Presented by Brendon Jobs, Director of Diversity, Equity, and Inclusion at The Haverford School
Monday, Dec. 7, 7-8:30 p.m. | Virtual
Join Brendon Jobs, the Director of Diversity, Equity, and Inclusion at The Haverford School, for a discussion about how to model and support boys’ development as upstanders in their communities. In moments of hurt and harm, we have the choice to stand as barriers or act as complicit bystanders. Upstanding is a critical aspect of creating the conditions for healthy and inclusive school communities. Such communities emphasize belonging as your most authentic self over the traditional goal of “fitting in” at school. There will be a particular focus around situations involving racial encounters and other behaviors that cause moments of acute identity stress.
How can individuals take action in ways that create healthier and more inclusive communities?
How can we empower ourselves with the choice to confront injustice or marginalization?
How do we process the stress of in-the-moment, face-to-face interactions in ways that inspire action?
This event will be interactive and virtual. Bring your questions, but also be prepared to practice making the choice to “upstand.” Jobs will discuss what an upstander is and how to support boys as they learn to courageously stand up for themselves and others. Afterward, participants will break out in groups and discuss how to apply upstanding behavior in various real world scenarios.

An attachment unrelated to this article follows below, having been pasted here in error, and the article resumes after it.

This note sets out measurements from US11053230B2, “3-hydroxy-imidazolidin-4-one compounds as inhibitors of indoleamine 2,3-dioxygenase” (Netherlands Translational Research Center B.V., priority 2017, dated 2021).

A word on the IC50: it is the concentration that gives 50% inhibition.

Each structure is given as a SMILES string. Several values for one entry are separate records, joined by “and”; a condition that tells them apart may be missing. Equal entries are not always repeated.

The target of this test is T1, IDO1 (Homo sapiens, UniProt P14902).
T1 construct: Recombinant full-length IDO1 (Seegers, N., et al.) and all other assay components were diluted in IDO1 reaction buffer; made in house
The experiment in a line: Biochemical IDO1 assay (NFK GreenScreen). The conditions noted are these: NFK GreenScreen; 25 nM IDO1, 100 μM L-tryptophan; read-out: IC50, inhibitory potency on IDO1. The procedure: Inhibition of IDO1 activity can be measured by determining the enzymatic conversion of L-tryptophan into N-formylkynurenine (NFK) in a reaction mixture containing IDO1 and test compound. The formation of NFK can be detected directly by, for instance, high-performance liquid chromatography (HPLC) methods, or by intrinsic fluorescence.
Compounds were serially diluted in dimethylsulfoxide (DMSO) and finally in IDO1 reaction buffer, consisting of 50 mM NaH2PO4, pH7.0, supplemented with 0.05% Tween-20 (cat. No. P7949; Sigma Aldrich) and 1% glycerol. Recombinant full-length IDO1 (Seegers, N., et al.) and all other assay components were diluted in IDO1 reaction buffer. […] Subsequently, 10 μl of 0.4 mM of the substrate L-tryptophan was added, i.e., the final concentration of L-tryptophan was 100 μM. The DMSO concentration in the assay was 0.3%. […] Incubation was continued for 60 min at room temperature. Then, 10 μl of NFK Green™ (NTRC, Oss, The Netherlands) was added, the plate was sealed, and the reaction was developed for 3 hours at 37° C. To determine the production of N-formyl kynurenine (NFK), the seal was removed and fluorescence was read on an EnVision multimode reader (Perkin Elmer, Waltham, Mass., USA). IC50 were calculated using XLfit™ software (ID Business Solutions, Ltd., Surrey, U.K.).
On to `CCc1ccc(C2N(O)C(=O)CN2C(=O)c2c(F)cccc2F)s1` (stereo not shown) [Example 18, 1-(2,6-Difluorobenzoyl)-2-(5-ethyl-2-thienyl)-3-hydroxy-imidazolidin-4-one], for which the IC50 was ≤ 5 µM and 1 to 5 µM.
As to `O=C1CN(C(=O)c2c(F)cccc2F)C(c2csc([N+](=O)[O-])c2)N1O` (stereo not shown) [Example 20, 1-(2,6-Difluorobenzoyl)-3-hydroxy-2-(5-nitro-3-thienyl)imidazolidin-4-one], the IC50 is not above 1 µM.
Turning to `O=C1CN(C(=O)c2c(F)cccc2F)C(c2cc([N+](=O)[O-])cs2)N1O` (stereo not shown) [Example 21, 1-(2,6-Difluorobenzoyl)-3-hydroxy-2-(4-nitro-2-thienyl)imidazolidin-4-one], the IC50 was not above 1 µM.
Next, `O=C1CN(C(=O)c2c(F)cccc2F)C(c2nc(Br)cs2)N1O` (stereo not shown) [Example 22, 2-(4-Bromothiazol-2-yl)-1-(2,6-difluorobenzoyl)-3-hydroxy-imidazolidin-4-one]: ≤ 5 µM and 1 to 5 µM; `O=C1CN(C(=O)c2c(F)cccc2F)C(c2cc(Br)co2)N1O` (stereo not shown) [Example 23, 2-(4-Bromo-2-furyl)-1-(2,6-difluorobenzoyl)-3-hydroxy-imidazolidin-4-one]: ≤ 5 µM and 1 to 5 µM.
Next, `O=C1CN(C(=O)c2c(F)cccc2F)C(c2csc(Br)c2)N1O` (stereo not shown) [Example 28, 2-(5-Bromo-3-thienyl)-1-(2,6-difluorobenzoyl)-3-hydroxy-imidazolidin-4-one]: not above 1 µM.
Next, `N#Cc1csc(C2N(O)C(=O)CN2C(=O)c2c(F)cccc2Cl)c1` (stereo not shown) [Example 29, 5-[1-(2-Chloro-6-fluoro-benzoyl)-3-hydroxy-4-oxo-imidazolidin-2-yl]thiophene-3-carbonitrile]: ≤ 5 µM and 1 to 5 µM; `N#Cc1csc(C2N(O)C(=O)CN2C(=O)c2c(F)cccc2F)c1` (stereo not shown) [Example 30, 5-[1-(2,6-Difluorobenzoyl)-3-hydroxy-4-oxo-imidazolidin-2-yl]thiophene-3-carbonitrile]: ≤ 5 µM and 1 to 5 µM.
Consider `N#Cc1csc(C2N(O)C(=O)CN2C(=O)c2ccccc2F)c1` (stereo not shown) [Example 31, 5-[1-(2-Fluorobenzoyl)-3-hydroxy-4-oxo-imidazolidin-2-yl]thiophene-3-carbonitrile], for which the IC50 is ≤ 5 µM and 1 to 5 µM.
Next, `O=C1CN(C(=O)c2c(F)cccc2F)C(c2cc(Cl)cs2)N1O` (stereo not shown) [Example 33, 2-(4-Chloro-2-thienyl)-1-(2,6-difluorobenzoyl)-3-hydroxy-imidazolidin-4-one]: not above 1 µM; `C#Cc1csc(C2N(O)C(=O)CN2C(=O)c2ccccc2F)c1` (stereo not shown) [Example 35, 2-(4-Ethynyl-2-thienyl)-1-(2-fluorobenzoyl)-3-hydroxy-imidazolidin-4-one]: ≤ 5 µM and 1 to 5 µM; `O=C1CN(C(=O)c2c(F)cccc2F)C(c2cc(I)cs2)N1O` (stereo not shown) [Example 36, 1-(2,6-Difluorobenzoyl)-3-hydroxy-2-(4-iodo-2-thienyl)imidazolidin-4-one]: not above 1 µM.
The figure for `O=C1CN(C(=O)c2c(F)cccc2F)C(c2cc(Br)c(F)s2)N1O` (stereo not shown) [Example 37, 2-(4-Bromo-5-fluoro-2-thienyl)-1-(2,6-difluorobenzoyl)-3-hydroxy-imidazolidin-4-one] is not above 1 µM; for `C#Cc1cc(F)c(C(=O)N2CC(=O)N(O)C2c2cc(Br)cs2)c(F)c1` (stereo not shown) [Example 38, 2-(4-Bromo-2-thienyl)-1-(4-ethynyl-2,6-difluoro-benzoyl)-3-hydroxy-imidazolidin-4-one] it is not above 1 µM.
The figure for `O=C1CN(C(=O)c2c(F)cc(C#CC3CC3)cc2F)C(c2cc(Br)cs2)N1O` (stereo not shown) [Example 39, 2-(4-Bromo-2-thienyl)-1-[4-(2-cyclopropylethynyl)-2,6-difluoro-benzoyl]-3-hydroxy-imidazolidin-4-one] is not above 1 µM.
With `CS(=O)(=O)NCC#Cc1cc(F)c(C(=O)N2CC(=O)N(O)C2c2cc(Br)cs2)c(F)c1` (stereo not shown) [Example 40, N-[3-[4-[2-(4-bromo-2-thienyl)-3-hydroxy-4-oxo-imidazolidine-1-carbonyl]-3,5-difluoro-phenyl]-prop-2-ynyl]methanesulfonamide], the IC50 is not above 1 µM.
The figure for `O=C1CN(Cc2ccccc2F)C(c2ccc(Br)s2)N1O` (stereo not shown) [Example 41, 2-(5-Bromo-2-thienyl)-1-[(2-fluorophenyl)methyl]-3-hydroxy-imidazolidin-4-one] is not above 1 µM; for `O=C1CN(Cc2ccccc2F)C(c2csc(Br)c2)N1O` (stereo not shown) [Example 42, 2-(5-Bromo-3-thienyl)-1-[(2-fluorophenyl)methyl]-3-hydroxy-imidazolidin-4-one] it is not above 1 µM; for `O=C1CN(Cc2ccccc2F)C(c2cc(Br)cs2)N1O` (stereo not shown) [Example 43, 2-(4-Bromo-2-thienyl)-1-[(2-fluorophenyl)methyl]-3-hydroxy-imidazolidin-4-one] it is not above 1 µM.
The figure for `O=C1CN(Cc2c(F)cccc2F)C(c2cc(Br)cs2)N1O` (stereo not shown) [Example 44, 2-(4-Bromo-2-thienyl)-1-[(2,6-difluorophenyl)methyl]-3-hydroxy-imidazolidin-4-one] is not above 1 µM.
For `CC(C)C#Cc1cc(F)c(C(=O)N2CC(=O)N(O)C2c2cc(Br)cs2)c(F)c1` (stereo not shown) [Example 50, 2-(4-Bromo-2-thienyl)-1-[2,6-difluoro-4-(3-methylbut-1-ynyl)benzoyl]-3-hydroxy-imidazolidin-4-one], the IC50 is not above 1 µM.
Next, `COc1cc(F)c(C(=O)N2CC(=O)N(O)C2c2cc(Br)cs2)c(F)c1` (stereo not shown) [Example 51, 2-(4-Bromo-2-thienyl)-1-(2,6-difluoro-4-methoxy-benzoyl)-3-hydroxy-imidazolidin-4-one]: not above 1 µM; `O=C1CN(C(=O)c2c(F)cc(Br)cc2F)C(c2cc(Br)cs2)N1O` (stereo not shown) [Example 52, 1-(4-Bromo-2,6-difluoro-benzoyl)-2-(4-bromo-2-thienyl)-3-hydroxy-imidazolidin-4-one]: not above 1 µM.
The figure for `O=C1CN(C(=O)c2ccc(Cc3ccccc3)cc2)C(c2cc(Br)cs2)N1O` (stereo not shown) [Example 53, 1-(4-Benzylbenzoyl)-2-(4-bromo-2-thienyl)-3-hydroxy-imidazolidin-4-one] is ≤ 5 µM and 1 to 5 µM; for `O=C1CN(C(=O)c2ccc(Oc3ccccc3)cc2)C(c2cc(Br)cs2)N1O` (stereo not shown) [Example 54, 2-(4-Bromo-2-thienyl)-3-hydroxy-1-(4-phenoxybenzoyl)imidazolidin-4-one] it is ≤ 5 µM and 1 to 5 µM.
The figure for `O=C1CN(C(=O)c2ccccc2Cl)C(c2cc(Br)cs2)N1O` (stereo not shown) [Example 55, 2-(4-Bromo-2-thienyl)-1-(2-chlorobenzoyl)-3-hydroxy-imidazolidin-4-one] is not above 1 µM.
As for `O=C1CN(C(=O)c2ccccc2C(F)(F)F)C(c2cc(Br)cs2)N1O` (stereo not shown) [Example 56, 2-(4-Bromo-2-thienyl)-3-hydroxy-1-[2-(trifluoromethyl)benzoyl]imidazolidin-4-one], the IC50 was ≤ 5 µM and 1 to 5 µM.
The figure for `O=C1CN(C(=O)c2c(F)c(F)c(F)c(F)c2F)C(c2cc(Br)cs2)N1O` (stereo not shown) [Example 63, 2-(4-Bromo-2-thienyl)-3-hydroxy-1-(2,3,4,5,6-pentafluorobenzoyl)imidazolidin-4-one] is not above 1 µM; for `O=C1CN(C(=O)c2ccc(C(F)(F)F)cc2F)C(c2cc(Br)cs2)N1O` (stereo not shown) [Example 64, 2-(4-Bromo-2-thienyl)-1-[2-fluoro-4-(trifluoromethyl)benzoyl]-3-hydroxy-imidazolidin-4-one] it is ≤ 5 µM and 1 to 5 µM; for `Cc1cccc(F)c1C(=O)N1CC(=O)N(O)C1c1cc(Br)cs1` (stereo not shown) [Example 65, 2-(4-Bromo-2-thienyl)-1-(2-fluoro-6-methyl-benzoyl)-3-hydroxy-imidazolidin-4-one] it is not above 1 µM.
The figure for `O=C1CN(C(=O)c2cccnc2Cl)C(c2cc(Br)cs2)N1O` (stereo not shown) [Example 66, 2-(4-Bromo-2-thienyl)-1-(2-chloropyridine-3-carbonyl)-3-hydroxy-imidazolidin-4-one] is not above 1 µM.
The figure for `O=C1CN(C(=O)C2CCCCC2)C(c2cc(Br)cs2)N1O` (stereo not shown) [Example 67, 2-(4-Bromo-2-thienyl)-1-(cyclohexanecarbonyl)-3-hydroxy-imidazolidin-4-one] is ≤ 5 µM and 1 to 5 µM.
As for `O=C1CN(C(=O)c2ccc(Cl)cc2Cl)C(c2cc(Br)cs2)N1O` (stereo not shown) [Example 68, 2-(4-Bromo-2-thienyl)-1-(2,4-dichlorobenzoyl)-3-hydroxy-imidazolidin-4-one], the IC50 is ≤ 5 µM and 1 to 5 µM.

The Haverford School's Best for Boys speaker series invites the community to learn about topics and practices that help foster the social, emotional, and academic growth of young boys.
The events are free and open to the public.
Dr. Pam Greenblatt: The Science Behind Successful Readers
John Urschel: Thinking Quantitatively
Michael Reichert and Janet Heed: The Boy Behind the Mask
Laurie Bodine and Bill Brady: Lead Well, Be Well, Do Well
Dr. Jay Greytok: Boys to Men
Michael Reichert: Boyhood in the 21st Century
Brendon Jobs is the Director of Diversity, Equity, and Inclusion at The Haverford School, where he teaches Modern World History and Modern Black Lives in the Upper School.
A veteran educator of the Philadelphia School District, Jobs has taught since 2007. He was named a James Madison Fellow, Lehrman Fellow, National Constitution Center Annenberg Fellow, Education Pioneer Fellow. Ongoing training with Penn GSE's Racial Empowerment Collaborative and the Race Institute informs his approach to imagining and building inclusive communities.
He holds a B.A. in Political Science from Columbia University and M.S.Ed. from the University of Pennsylvania.